Photo by Pedro Lastra

You have probably heard the story about someone walking along a beach covered with starfish washed up by the tide. The starfish won’t last long out of the water and there are millions of them. Further along the sand is another person bending down and throwing the unfortunate creatures back into the water. The first person catches up to them and says, “why are you bothering to do that? It won’t make any difference – there’s millions of them!” Without pause the person bends down and flicks another one out into the sea and says, “made a difference to that one”.

This clichéd example has become my answer to a conundrum I found myself in this week.

.   .   .

I woke up on Wednesday feeling rubbish. Luckily, the little voice in my head saying, “don’t be a hypocrite, you write about this stuff, stay home”, overcame the other little voice which was saying, “you have to be at work – there’s so much to do.”

So, home I stayed. And because I wasn’t sick enough to be on intravenous fluids, or admitted to the local ICU department, I tried to get some work done.

Unsurprisingly, my productivity was abysmal. I did manage to contribute to the weekly newsletter, and I did deal with email, but the truth is, it was hard and slow going. Which led me to giving up and doing what I always tell my team to do when unwell – rest.

The rest helped, and with a bit of paracetamol onboard I felt better after lunch – a solid 3 out of 10 at least.

And then I made a mistake. I casually flicked through to the MOE’s list of current reviews and initiatives. (Somewhat ironically, a link to that page is in my ‘favourites’ folder.) I was intending to just have a quick look at the planning and reporting info but in my weakened state, scrolled down the list. Here it is –

Education Work Programme reviews and initiatives:

  • Education Conversation – Kōrero Mātauranga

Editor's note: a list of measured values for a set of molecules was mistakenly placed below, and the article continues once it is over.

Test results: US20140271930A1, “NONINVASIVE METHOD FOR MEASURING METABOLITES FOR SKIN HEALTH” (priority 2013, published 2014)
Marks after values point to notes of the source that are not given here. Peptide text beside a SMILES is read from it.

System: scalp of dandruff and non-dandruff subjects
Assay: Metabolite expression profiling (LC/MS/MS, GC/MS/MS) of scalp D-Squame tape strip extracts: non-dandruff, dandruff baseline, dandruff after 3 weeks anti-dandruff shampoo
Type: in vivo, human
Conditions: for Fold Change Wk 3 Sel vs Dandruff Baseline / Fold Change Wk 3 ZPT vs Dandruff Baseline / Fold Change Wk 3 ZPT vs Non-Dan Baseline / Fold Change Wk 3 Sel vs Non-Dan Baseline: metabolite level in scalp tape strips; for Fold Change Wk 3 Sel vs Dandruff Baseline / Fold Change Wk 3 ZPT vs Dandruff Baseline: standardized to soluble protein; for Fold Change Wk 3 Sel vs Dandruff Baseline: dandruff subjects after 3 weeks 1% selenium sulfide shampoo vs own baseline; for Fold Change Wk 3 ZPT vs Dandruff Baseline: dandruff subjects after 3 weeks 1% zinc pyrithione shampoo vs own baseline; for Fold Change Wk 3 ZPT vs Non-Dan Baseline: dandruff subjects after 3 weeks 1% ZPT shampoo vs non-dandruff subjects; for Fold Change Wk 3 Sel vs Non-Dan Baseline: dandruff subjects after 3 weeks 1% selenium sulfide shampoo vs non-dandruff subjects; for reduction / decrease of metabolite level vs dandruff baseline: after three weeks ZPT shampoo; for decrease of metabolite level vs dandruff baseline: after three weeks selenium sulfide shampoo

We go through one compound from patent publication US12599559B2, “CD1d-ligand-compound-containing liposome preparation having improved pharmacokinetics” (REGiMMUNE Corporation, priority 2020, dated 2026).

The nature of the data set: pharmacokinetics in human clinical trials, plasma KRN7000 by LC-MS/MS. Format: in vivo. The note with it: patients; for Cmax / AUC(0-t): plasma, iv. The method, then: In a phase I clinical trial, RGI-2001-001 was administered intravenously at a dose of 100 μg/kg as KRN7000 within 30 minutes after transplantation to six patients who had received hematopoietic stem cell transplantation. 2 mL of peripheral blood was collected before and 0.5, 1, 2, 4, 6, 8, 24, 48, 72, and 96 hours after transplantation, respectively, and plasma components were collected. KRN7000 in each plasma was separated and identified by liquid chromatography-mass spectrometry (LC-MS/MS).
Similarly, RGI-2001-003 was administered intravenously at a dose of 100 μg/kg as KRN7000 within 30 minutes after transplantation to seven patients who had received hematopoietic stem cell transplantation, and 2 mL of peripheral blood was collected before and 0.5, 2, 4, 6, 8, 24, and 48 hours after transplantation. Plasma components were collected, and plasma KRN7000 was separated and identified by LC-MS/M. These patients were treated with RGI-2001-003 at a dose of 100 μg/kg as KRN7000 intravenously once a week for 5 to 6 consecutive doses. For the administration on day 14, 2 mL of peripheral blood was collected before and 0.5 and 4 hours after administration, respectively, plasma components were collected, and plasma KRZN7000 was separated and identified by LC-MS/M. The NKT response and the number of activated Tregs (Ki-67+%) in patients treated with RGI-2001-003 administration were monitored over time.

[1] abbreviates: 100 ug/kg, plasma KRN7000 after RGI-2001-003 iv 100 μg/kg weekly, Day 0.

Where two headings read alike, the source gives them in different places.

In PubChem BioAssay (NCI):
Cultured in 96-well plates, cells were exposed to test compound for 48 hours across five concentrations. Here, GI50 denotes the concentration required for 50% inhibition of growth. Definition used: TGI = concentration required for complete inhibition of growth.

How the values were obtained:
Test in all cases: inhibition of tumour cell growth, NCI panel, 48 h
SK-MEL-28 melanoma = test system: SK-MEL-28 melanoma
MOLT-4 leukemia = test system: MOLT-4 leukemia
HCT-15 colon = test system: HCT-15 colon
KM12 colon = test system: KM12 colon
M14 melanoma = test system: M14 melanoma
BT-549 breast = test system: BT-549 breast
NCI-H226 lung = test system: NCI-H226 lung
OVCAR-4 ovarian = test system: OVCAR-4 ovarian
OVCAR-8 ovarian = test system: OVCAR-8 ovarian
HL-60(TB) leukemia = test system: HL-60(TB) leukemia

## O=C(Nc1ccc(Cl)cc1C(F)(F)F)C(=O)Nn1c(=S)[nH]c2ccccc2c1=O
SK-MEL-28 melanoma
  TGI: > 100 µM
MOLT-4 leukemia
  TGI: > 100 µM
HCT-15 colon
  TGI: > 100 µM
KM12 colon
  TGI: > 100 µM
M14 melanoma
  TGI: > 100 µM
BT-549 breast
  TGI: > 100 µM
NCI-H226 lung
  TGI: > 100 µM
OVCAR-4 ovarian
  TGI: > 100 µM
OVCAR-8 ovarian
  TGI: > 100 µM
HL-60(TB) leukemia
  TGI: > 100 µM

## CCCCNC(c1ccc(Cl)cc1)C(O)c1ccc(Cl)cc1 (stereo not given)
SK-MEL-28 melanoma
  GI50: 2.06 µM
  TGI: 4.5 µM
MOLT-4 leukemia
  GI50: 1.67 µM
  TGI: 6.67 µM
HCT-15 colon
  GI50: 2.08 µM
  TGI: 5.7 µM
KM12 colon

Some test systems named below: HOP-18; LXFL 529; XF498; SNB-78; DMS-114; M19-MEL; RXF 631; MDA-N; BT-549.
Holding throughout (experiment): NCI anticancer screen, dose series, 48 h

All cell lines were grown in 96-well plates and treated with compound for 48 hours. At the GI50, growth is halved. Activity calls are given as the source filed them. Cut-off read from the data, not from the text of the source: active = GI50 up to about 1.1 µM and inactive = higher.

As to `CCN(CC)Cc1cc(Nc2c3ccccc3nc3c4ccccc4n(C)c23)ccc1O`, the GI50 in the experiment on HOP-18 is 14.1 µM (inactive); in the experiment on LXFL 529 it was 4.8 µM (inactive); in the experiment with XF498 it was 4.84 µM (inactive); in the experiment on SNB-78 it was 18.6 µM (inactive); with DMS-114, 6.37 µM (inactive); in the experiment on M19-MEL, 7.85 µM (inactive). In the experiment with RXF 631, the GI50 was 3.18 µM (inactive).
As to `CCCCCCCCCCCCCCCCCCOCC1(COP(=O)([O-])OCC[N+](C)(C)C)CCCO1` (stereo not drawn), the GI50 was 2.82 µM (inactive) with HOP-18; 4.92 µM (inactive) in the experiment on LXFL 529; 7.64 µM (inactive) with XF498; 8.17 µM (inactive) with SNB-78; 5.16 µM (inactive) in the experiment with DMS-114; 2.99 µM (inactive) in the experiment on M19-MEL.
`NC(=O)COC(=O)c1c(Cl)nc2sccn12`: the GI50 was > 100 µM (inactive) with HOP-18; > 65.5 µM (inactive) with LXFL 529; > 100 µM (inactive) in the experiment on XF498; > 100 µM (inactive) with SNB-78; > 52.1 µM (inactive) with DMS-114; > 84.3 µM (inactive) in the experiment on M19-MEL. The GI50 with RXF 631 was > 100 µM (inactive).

• Flood Risk Management Project
  • Curriculum, Progress and Achievement
  • Early Learning Strategic Plan
  • Fees Free tertiary education and training
  • International Education Strategy
  • Learning Support Action Plan
  • National Education and Learning Priorities
  • NCEA Review
  • Pacific Education
  • Review of Home-based Early Childhood Education
  • Tomorrow’s Schools Review
  • Reform of vocational education
  • Wānanga on the future of education
  • Tertiary Education Strategy
  • Ministerial Advisory Group Reviewing School Staffing
  • Aotearoa New Zealand’s histories in our national curriculum
  • National School Redevelopment Programme
  • Improving Classrooms in Small or Remote Schools
  • Free and healthy lunches in schools
  • Healthy active learning
  • Charter schools
  • Digital technologies and Hangarau Matihiko learning
  • Education Resourcing System
  • Holidays Act Compliance – schools’ payroll
  • Data for Wellbeing programme (was Integrated Education Data – iEd)
  • A new way to deliver learning support
  • Rebuilding Christchurch schools 2013-2022
  • Growing our teacher workforce
  • Ministry Engaged 10-Year Property Plan (10YPP) Consultants
  • Te Haratau – lifting the quality of NZ’s physical learning environments
  • Te Mahere Taiao – The Environmental Action Plan for School Property

To be fair, not every item requires my involvement or understanding, but many do and some of them are huge! And if we tease out the topics that directly affect me, it feels a bit like looking at a beach full of starfish. Impossible.

As I’ve never been a fan of giving up, I’ve decided to follow the wisdom of the starfish thrower – focus on the children in my little corner of the beach – one at a time.



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